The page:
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'A Flag that Knows No Colour Line': Aboriginal Veteranship in Canada, 1914-1939

'A Flag that Knows No Colour Line': Aboriginal Veteranship in Canada, 1914-1939

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Title: 'A Flag that Knows No Colour Line': Aboriginal Veteranship in Canada, 1914-1939
Author: Macdowall, Brian Robert
Abstract: Historians have rightly considered the period from 1914 to 1939 as the time when Canadian Indigenous soldiers and veterans of the First World War faced unique challenges because of their legal status as Indians. But their acceptance of the idea that Indigenous veterans were victims of discrimination has led them to overlook the unique nature of these Indigenous peoples identities as Indians and veterans. The prevailing assumption is that Indigenous veterans were not an influential group politically, socially, or culturally and Indigenous veterans political awakening occurred only in the mid-1940s.

This study contends that Indigenous veterans relationship with the state in the interwar period was more complicated than previously thought. Their war service created a fundamentally different and important legal relationship with the state from other soldiers or Indigenous peoples. Military service suspended soldiers Indian status temporarily, and this experience created a new set of expectations for Indigenous men upon their return home. As veterans, they expected material benefit and recognition for their sacrifices, and support for killed or wounded soldiers and their families. These expectations did not fit with government officials understanding that Indigenous men returning from the war would re-integrate into their communities as Indians and wards of the state.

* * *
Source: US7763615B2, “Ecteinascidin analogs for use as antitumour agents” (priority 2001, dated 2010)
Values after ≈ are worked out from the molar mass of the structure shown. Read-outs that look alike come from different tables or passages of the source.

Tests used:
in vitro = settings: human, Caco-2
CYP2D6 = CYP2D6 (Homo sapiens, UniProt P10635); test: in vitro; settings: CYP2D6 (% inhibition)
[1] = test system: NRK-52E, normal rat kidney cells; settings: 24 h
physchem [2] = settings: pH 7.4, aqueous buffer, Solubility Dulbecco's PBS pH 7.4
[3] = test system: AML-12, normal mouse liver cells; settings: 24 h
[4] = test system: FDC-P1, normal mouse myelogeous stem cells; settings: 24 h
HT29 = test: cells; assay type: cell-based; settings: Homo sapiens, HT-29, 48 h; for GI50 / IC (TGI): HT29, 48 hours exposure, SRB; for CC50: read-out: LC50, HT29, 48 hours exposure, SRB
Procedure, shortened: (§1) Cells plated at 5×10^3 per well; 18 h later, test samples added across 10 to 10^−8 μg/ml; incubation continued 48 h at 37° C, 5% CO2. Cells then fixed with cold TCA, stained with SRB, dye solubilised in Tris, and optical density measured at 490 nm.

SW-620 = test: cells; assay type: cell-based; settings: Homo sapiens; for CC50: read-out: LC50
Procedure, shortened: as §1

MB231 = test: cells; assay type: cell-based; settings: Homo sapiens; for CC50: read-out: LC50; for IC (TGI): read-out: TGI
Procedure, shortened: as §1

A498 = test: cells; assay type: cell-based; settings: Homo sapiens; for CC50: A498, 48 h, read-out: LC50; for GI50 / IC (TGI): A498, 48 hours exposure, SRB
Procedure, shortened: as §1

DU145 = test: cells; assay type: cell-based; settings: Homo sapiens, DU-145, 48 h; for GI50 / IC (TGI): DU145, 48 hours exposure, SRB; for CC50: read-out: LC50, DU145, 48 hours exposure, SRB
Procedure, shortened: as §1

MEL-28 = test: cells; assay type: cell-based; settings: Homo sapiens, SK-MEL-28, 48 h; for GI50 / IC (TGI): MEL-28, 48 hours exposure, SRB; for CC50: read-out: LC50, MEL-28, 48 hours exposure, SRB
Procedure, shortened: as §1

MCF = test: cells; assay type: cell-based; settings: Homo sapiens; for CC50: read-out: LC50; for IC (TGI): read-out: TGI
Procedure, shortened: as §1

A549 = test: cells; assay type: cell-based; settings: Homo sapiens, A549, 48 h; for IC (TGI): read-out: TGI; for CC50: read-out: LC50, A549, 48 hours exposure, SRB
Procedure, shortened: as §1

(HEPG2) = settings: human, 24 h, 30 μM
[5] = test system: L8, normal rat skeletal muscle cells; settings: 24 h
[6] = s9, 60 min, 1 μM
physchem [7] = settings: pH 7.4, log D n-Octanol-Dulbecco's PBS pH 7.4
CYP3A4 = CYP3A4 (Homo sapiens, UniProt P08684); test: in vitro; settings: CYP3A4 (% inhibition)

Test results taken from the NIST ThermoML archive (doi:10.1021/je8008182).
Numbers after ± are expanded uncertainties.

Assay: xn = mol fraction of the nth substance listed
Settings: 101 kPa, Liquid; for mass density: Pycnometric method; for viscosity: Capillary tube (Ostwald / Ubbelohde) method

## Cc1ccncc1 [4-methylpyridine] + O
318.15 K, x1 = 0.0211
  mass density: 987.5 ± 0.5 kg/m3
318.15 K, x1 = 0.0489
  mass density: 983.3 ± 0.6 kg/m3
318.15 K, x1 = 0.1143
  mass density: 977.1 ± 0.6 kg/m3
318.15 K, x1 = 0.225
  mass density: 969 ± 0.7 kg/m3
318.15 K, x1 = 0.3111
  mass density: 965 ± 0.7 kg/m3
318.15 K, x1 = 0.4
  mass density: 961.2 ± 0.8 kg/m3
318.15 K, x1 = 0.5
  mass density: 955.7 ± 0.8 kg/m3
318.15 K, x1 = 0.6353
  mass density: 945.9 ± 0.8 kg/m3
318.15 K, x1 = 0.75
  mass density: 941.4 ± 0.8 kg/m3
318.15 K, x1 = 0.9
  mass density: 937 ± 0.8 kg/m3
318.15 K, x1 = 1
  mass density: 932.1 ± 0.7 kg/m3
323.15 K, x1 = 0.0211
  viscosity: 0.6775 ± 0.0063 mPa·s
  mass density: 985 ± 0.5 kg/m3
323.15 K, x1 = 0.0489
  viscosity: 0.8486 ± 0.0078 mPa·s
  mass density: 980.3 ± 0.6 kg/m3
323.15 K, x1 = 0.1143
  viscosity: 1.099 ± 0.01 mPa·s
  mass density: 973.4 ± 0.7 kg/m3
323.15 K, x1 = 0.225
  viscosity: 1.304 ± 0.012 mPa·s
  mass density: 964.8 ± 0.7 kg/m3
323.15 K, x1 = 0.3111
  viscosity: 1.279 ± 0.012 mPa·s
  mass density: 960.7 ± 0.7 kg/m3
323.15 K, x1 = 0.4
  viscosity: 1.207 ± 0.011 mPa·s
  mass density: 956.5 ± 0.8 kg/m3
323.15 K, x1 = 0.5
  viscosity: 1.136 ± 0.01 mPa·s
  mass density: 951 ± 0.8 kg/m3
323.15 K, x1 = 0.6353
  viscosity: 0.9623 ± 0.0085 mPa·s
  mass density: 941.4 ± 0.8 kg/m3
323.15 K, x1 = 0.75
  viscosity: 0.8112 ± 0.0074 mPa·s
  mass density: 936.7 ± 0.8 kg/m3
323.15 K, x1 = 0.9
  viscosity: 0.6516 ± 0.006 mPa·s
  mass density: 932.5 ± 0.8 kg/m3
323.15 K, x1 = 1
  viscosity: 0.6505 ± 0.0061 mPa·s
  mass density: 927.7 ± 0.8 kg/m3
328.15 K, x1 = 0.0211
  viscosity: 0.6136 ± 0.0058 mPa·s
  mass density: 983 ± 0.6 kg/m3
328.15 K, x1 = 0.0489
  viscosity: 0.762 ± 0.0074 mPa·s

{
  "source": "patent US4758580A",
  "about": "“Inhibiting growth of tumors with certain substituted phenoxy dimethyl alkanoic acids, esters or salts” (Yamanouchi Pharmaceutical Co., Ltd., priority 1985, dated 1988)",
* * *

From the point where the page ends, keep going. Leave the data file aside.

The dissertation offers an overview of Indigenous war service in the context of debates over status and citizenship, and then sketches how these debates informed developments in soldiers demobilization, re-establishment, re-integration, and restoration. Through the examination of Indigenous soldiers service records, pension and Soldier Settlement case files, and government records, this work argues that Indigenous soldiers and veterans experience from 1914 through 1939 should not be seen primarily as victims of the state, but rather as a group whose complicated identity of Indian and veteran, and as citizens, began to coalesce.
Subject: Canadian history
Keywords: Indigenous
Indigeneity
Aboriginal
Indian
First Nation
War
Military
Service
Citizenship
Soldiers
Soldiering
Mobilization
Demobilization
Conscription
Military Service Act
Veterans
Veteranship
Canada
Canadian
First World War
World War One
WW1
Soldier Settlement
Pension
Last Post Fund
War Veterans Allowance
GWVA
Legion
Department of Indian Affairs
DIA
Duncan Campbell Scott
Deskaheh
F.O. Loft
Six Nations
Enfranchisement
Disenfranchisement
Treaties
Type: Electronic Thesis or Dissertation
Rights: Author owns copyright, except where explicitly noted. Please contact the author directly with licensing requests.
URI: http://hdl.handle.net/10315/34281
Supervisor: Wicken, William Craig
Degree: PhD - Doctor of Philosophy
Program: History
Exam date: 2017-06-08
Publish on: 2018-03-01

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